Having paid nothing to the author of the work, but facing the fact that other publishers could legally copy and sell the report, Norton invested its own money in printing physical copies of the book, and was ultimately able to garner some $600,000 in profit. The authors ask us to accept this as evidence that books could be profitable without copyright laws.
The economic analysis by Boldrin & Levine is spectacularly, monumentally inept. First, like any government agency, the 9/11 Commission is a coercive monopoly, deriving its income by force. In that the authors’ thesis is to portray copyright as a “monopoly” and therefore harmfully disruptive of market signals, this would seem important to point out.
More important to the economic analysis, the 9/11 Commission spent $15,000,000 of taxpayer money authoring the book, not counting the salaries of the principal authors. These Ph.D economists are purporting to analyze profitability without bothering to count costs.
Looking at both sides of the balance sheet, the 9/11 Commission Report was a gigantic net loss. It was only profitable to Norton Publishing because they were spared the initial expense of actually having to create the work, something that would never be the case on the free market. Whether it is books or widgets, whether involving intellectual property or physical, virtually any product can be “profitable” if some third party is made to bear the expense of producing it.
Instead of analyzing it this way, Boldrin & Levine simply assume the existence of the intellectual work, and proceed from there. This is the same way socialists have advanced their ideological arguments for centuries – assuming a certain amount of wealth, and discussing how it should be divvied up. Missing completely is the question of incentive. Would the Norton publishing company have been willing or able to pay $15,000,000 to fund a project they hoped would make $600,000 back? I dare say not.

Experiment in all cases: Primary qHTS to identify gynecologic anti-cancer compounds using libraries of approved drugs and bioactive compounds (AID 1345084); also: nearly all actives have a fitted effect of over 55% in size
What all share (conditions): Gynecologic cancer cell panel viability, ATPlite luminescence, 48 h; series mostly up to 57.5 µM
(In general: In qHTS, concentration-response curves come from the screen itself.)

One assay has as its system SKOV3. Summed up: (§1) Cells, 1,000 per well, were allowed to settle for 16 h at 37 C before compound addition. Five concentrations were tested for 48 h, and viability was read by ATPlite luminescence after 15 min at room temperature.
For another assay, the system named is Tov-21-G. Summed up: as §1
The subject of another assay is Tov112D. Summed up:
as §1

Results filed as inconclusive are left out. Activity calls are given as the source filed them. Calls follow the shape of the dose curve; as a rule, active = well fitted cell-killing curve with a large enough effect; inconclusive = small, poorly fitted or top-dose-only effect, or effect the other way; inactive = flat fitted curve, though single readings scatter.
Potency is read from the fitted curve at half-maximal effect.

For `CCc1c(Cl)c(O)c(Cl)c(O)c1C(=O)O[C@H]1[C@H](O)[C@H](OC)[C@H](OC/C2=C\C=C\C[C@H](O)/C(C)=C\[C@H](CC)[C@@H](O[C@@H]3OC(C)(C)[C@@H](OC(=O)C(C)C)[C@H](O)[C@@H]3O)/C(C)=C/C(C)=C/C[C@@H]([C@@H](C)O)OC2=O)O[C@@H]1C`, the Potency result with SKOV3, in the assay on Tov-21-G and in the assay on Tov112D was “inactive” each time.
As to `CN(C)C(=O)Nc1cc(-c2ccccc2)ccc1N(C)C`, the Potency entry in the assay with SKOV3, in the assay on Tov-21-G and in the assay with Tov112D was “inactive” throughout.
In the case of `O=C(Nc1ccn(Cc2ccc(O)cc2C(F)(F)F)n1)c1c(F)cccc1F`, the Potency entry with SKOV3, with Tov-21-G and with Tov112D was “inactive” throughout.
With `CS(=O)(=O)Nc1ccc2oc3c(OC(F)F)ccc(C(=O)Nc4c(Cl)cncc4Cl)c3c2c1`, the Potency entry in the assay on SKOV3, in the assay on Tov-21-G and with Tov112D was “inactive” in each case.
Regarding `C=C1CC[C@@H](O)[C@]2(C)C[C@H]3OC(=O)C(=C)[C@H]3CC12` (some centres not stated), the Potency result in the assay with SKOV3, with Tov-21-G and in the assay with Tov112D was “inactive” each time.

Furthermore, it is highly doubtful Norton would have made even this amount had the “author” not been the U.S. Federal Government. Part of Norton’s deal with the 9/11 Commission was the right to print the word “authorized” on the book cover. Even though the law is clear that government publications are not protected by copyright, it is fair to assume that many would-be re-publishers of the report were intimidated out of doing so by that one word: “authorized”. I certainly wouldn’t feel comfortable re-publishing a major government study on 9/11 terrorism that was “unauthorized”. Would you?
Are property rights over intangible goods an economically harmful “intellectual monopoly?” Or an example of the profoundly beneficial type of “monopoly” known as property? The empirical, positivist approach of Boldrin & Levine cannot hope to shed light on this question. The answer will instead turn on whether or not intellectual objects behave as physical objects do, when subjected to the same praxeological scrutiny.
 Boldrin & Levine “Against Intellectual Monopoly” p. 9.
 See Hoppe, H “Praxeology and Economic Science”, sect. II for a discussion of the intractable problems with an empirical approach to economics. History says nothing about cause and effect.
 Boldrin & Levine “Against Intellectual Monopoly p. 26, emphasis added.